Terazosin (Page 4 of 7)

Pregnancy

Teratogenic Effects :

Pregnancy Category C

Terazosin capsules were not teratogenic in either rats or rabbits when administered at oral doses up to 280 and 60 times, respectively, the maximum recommended human dose. Fetal resorptions occurred in rats dosed with 480 mg/kg/day, approximately 280 times the maximum recommended human dose. Increased fetal resorptions, decreased fetal weight and an increased number of supernumerary ribs were observed in offspring of rabbits dosed with 60 times the maximum recommended human dose. These findings (in both species) were most likely secondary to maternal toxicity. There are no adequate and well-controlled studies in pregnant women and the safety of terazosin in pregnancy has not been established. Terazosin capsules are not recommended during pregnancy unless the potential benefit justifies the potential risk to the mother and fetus.

Nonteratogenic Effects :

In a peri- and post-natal development study in rats, significantly more pups died in the group dosed with 120 mg/kg/day (> 75 times the maximum recommended human dose) than in the control group during the three-week postpartum period.

Nursing Mothers :

It is not known whether terazosin is excreted in breast milk. Because many drugs are excreted in breast milk, caution should be exercised when terazosin capsules are administered to a nursing woman.

Pediatric Use :

Safety and effectiveness in pediatric patients have not been determined.

ADVERSE REACTIONS

Benign Prostatic Hyperplasia

The incidence of treatment-emergent adverse events has been ascertained from clinical trials conducted worldwide. All adverse events reported during these trials were recorded as adverse reactions. The incidence rates presented below are based on combined data from six placebo-controlled trials involving once-a-day administration of terazosin at doses ranging from 1 to 20 mg. Table 1 summarizes those adverse events reported for patients in these trials when the incidence rate in the terazosin group was at least 1%, and was greater than that for the placebo group, or where the reaction is of clinical interest. Asthenia, postural hypotension, dizziness, somnolence, nasal congestion/rhinitis, and impotence were the only events that were significantly (p ≤ 0.05) more common in patients receiving terazosin than in patients receiving placebo. The incidence of urinary tract infection was significantly lower in the patients receiving terazosin than in patients receiving placebo. An analysis of the incidence rate of hypotensive adverse events (see PRECAUTIONS) adjusted for the length of drug treatment has shown that the risk of the events is greatest during the initial seven days of treatment, but continues at all time intervals.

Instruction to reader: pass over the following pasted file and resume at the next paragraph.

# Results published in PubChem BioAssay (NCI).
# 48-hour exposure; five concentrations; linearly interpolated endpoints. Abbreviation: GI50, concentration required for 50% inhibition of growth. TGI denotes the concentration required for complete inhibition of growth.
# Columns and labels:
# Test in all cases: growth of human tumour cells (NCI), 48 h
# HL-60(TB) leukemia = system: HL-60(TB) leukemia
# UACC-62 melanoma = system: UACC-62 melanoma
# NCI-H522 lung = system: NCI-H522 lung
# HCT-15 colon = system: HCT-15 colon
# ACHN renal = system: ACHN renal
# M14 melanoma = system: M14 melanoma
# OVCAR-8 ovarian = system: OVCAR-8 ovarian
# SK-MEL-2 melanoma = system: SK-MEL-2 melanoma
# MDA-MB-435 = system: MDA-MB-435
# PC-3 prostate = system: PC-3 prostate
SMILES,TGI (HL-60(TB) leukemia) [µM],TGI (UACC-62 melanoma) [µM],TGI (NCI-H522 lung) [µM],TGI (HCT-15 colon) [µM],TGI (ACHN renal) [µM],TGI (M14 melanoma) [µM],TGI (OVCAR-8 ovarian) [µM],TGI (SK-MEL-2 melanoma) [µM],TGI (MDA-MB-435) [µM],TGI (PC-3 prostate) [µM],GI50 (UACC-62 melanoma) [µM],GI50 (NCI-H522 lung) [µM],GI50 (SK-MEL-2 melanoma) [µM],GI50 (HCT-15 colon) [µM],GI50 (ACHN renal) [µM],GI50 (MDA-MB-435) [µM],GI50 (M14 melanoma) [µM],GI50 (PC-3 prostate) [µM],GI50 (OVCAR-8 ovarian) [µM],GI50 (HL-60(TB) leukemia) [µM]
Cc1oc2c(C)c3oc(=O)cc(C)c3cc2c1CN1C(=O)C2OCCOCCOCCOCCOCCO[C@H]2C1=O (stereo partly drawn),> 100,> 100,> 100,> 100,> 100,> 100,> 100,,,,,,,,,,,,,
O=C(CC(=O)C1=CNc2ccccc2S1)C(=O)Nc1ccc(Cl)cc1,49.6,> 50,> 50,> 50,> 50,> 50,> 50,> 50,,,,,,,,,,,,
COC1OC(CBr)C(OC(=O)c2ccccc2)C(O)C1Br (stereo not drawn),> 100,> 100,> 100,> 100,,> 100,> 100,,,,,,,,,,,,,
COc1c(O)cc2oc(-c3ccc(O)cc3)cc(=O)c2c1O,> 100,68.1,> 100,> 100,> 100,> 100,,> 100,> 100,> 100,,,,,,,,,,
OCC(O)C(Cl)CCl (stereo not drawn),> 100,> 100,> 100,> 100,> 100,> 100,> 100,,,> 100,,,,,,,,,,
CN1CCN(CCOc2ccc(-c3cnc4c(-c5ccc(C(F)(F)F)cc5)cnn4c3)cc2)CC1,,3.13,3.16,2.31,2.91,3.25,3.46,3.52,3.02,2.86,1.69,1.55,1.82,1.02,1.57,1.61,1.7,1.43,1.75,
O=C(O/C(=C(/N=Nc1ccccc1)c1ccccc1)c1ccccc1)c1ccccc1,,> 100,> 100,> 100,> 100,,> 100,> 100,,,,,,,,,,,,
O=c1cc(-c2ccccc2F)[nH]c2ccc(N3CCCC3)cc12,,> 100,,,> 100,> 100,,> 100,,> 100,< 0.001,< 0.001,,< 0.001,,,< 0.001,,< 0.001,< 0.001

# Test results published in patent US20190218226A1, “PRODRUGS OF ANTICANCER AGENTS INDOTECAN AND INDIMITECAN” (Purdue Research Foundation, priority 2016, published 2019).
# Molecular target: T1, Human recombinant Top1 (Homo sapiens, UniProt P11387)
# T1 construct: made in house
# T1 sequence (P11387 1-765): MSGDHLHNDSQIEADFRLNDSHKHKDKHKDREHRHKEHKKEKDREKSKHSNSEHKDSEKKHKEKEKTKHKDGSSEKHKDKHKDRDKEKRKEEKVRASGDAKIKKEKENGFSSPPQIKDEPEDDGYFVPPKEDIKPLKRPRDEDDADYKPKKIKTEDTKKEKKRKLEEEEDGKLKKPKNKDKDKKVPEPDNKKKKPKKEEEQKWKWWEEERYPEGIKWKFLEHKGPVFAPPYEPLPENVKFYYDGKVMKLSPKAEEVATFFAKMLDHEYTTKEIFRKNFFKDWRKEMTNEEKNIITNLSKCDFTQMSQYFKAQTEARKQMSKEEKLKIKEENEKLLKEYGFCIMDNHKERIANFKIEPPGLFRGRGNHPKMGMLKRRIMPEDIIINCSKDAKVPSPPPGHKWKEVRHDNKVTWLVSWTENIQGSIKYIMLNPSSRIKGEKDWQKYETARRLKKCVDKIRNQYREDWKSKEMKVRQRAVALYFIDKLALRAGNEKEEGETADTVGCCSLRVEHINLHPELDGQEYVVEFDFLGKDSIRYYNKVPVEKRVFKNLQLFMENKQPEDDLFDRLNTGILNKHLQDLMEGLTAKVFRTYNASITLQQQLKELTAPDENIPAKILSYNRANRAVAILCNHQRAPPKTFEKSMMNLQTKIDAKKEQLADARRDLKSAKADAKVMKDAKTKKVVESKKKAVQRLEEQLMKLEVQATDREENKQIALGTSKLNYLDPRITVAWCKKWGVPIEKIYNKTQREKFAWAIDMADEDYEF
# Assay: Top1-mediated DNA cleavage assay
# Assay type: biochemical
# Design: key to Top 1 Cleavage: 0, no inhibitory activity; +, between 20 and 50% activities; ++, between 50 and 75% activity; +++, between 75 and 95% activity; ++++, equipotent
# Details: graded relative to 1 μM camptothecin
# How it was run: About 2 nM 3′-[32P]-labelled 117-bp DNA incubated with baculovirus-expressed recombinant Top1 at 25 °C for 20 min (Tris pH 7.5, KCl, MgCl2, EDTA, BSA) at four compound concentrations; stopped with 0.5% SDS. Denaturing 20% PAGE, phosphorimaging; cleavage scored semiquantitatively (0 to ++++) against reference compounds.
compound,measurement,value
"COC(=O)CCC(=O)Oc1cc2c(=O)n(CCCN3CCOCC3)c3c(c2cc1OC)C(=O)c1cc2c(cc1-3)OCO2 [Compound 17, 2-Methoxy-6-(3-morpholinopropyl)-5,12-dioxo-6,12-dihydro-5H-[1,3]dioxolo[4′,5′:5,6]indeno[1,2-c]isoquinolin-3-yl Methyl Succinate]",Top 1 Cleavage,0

TABLE 1. Adverse Reactions During Placebo-Controlled Trials Benign Prostatic Hyperplasia
*
Includes weakness, tiredness, lassitude, and fatigue.
p ≤ 0.05 comparison between groups.
Body System

Terazosin

(N = 636)

Placebo

(N = 360)

BODY AS A WHOLE

*Asthenia

Flu Syndrome

7.4%

2.4%

3.3%

1.7%

CARDIOVASCULAR SYSTEM

Hypotension

Palpitations

Postural Hypotension

0.6%

0.9%

3.9%

0.6%

1.1%

0.8%

DIGESTIVE SYSTEM

1.7% 1.1%

METABOLIC AND NUTRITIONAL DISORDERS

Peripheral Edema

0.9%

0.3%

NERVOUS SYSTEM

Dizziness

Somnolence

9.1%

3.6%

4.2%

1.9%

RESPIRATORY SYSTEM

Dyspnea

1.7%

0.8%

SPECIAL SENSES

1.3% 0.6%

UROGENITAL SYSTEM

Impotence

1.6%

0.6%

Additional adverse events have been reported, but these are, in general, not distinguishable from symptoms that might have occurred in the absence of exposure to terazosin. The safety profile of patients treated in the long-term open-label study was similar to that observed in the controlled studies.

The adverse events were usually transient and mild or moderate in intensity, but sometimes were serious enough to interrupt treatment. In the placebo-controlled clinical trials, the rates of premature termination due to adverse events were not statistically different between the placebo and terazosin groups. The adverse events that were bothersome, as judged by their being reported as reasons for discontinuation of therapy by at least 0.5% of the terazosin group and being reported more often than in the placebo group, are shown in Table 2.

TABLE 2. Discontinuation During Placebo-Controlled Trials Benign Prostatic Hyperplasia
Body System

Terazosin

(N = 636)

Placebo

(N = 360)

BODY AS A WHOLE

Fever

0.5%

0.0%

CARDIOVASCULAR SYSTEM

Postural Hypotension

0.5%

0.0%

DIGESTIVE SYSTEM

0.5% 0.3%

NERVOUS SYSTEM

Dizziness

2.0%

1.1%

RESPIRATORY SYSTEM

0.5% 0.3%

SPECIAL SENSES

0.6% 0.0%

UROGENITAL SYSTEM

0.5% 0.3%

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